Its not that difficult but can be messy if you don't prep right, but all the instructions will be with whatever product you use. It's pretty quick and easy stuff. However, if you are planning on keeping your carpet down, I wouldn't fool with it until you are seriously considering selling. Unless it's annoying you now. I don't know how much of it you have peeled back to see your slab, but pulling up the carpet and putting it back down snug can be a bit of a pain as well. Again, not too difficult, but a job in itself. It's probably a two weekend job. But it might be just as easy to have a flooring person come in and knock it out for your prior to you putting the condo on the market. Prior to him/her coming out, you could have already pulled up the carpet which would save you an hour or two of billable labor hours at 40-50 bucks an hour.
If you plan on putting wood down, you will have level it.
Hazen[
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Hey Hazen,
Thanks for your reply. I really appreciate your advice.
Is self leveling concrete and other similar products pretty easy to apply? I heard it can be pretty messy and risky if you're not careful. Again, thanks for your thoughts.
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Hey fh -
Self leveling is pretty easy stuff to work with. If you prep right, it won't be messy.
Keep in mind...NONE of this stuff is rocket science. And you CAN do it. Maybe not as fast but you can do it. Having said that, it also depends on the particular job. The real question is...do you really want to do it, or are you wanting to save yourself a buck. Like I said, if you are more interested in trying to save a buck, I'd probably have a floor/carpet guy/gal come out to do it. Fairly routine for them, they will have the right tools and they will knock it out rather fast and it probably wouldn't cost that much. But get an estimate, then price out the materials if you do it yourself and if the difference is significant, give it a shot! If not, let the pro do it.
If you really WANT to do it (I do enjoy doing this stuff, so it is not so much of a money saving thing for me. Sometimes smaller jobs, after you buy all the stuff you need, may not save you that much, so it becomes more of a fun project). Buy a video or book on flooring. They all have pix on how to put down self leveling concrete. It really is pretty routine. Mix it in the bucket to specific consistancy, pour out a small amount and trowel it smooth feathering the edges. Do all the prepwork before you get started. Goggles, gloves - rubber medical type, hat if your hair is long, knee pads, old clothes, 5 gallon painter's bucket, drill with a long mixer attachement, trowel and your mix. Pull up your carpet, roll it up, mark where you started. Run a string from one corner of the floor diagonal to the next. Find something like a cinderblock (or someone) to hold it down to the floor in one corner while you hold it down on the opposite corner. You will see the dip. Walk up to the point of the dip that is closest to you. Take the string in your hand (while the other end is still secured) pulling it taught and leaving it level to the ground. You should be holding the string down on the outer edge of the low spot. Then begin dragging the string across the low spot from left to right marking the perimeter of the low spot. Thus you will draw an outline around edge of the dip. I know this sounds like a pain, but this will take about 5 minutes. Once you outline the perimeter of your low spot. Mix your concrete, then pour the concrete in the center. Let if flow out naturally. Depending on the flowability, if it is a little thick, you may need to trowel it outwards from the center to your perimeter lines. Lightly drag the trowel from the top of any high spots pulling the concrete to the perimeter. Start out pouring less until you get a feel for the area, the viscosity of your mix, where the concrete flows, etc. You can always add more concrete. Keep in mind it should flow more than you will have to spread. But if not, no big deal, just spread with your trowel. Once it is smoothed out and level by the naked eye, and it begins to harden slightly, do your string test agian. It doesn't have to be perfect, but if its within about 1/4" to 1/8 of inch, you will be fine. Then walk away and let it dry. Once dry, roll the carpet back over and you are done. Now, I have never tightened carpet but again...it ain't rocket science. But read up on it first.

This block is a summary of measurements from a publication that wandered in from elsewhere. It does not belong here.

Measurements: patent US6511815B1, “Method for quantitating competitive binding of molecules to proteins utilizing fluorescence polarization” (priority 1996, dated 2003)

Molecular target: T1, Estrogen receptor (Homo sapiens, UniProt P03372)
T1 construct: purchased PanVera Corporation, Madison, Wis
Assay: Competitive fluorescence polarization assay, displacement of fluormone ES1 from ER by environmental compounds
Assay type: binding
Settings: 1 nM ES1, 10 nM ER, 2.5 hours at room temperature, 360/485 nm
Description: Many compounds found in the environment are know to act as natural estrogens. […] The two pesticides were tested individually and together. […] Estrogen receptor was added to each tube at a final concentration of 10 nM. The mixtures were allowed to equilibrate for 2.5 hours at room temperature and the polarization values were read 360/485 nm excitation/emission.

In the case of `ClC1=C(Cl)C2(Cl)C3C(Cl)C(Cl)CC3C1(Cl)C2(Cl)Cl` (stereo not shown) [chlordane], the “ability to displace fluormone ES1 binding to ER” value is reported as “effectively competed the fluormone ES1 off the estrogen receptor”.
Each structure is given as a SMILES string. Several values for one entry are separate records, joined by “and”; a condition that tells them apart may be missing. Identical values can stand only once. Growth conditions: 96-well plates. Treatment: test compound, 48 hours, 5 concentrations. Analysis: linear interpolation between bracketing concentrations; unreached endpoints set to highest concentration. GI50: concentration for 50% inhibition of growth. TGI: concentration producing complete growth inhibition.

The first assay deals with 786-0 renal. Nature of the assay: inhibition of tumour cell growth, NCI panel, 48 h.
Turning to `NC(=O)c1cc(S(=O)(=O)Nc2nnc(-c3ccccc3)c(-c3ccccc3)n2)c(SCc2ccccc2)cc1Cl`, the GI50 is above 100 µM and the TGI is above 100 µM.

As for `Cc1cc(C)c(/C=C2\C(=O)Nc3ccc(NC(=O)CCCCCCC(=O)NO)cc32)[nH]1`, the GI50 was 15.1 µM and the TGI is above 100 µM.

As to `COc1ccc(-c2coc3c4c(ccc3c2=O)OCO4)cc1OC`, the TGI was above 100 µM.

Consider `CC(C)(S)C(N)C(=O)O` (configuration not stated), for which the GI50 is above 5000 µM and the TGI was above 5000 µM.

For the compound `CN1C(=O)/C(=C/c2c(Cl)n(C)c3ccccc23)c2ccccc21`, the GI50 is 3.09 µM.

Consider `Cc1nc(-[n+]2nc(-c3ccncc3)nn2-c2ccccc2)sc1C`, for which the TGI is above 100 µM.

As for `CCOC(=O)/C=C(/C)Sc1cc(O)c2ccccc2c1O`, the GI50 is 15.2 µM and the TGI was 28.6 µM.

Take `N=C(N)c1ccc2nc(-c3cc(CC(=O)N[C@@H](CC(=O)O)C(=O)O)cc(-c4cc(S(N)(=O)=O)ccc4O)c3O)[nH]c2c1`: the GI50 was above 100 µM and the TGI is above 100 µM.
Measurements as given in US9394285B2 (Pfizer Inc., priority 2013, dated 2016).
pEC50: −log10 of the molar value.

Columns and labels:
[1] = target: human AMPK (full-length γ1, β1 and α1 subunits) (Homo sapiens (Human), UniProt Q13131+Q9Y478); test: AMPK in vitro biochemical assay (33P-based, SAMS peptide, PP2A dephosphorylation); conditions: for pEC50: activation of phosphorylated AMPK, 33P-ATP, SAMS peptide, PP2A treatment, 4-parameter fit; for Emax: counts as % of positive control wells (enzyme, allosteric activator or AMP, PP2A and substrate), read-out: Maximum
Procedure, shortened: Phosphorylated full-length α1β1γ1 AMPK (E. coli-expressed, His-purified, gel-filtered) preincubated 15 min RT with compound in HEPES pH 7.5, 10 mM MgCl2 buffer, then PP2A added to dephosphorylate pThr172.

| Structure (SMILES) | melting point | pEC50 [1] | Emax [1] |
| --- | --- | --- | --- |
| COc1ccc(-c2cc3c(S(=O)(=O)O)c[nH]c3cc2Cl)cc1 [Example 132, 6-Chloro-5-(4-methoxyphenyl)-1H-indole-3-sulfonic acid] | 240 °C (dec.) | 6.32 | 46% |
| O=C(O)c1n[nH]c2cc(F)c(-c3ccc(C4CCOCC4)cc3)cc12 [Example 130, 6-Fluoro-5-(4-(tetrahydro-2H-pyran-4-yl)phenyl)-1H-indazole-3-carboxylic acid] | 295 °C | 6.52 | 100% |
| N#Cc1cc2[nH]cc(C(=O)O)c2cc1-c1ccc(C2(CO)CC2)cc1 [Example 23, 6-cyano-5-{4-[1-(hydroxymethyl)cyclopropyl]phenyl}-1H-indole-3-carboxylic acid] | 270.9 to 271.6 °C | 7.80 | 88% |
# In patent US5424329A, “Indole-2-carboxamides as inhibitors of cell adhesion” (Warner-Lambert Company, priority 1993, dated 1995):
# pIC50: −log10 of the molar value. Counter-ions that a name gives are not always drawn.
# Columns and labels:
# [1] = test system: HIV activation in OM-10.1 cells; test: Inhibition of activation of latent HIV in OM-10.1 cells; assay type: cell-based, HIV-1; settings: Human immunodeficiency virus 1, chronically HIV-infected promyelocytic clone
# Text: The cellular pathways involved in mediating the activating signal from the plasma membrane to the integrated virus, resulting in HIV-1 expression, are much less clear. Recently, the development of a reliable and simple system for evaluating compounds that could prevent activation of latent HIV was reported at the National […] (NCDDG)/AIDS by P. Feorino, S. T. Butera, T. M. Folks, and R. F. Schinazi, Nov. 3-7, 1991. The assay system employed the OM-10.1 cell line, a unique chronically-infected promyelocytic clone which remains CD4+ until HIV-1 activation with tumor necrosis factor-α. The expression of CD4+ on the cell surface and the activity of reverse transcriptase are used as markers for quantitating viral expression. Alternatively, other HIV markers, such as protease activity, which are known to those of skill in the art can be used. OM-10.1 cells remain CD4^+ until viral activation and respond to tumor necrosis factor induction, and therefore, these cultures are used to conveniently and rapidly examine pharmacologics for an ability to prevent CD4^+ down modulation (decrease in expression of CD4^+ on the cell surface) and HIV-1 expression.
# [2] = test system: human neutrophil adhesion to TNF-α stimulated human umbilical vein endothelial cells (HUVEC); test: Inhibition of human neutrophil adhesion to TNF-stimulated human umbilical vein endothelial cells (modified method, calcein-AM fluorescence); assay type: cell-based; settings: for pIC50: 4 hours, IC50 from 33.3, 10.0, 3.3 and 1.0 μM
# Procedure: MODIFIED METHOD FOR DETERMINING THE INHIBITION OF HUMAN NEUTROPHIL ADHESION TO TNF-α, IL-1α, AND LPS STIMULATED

Remember, if you pour too much too soon, it may naturally spread beyond your perimeter lines so start out with a small amount. Let it flow naturally to test then use the trowel to spread. It may result in you spreading beyond your original lines. But that's ok.
Like I said, I enjoy some of this stuff. But, if the cost to have someone else to do it is within your budget, get someone to do it.
Let me know how it goes!
BTW, I hope this makes sense! It really is pretty routine. Especially since you have a specific low spot.
Hazen
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Whoa, what a reply. I can't thank you enough for your time and thoughtful responses.
Sounds like this project would be pretty hard to screw up. I'll let you know how it goes.
Cheers!
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Hey fh
One more thought. I would take a half day or so and research the construction supply places in your area. See if your more local, commercial type lumber/home supply place (not necessarily Home Depot or Lowe's) carry a more commercial grade leveler. Keep in mind the higher the viscosity of your mix (watery) the less durable. Easier to apply perhaps, but it may not be as durable in a high traffic situation. You should be fine with a carpet/carpet pad over the top, but I might errr towards a thicker mix and better product. I am not saying that the Home Depot/Lowe's type stuff is bad, it may be great, but do some research. Sometimes, when buying this type of product, paying a little more may be a good thing...And try and ask a nuetral source, not someone who stands to "make a sale" by boasting their product.
Also, you may need a type of etching primer to put down on the concrete slab before your pour the leveler. It's a matter of rolling it on with a paint roller. Like I said, the mix should naturally level out, and if it does, all you will need to do is trowel out the edges to try and create a smooth transition. Even if the product you purchase states No primer needed, do it anyway. Not that big of a deal and will help the mix bond to the slab.
take a look at this link for an idea...
http://www.custombuildingproducts.com/HowToTile/InteriorFloors/Uneven/Prep.aspx?user=diy&lang=en
Hazen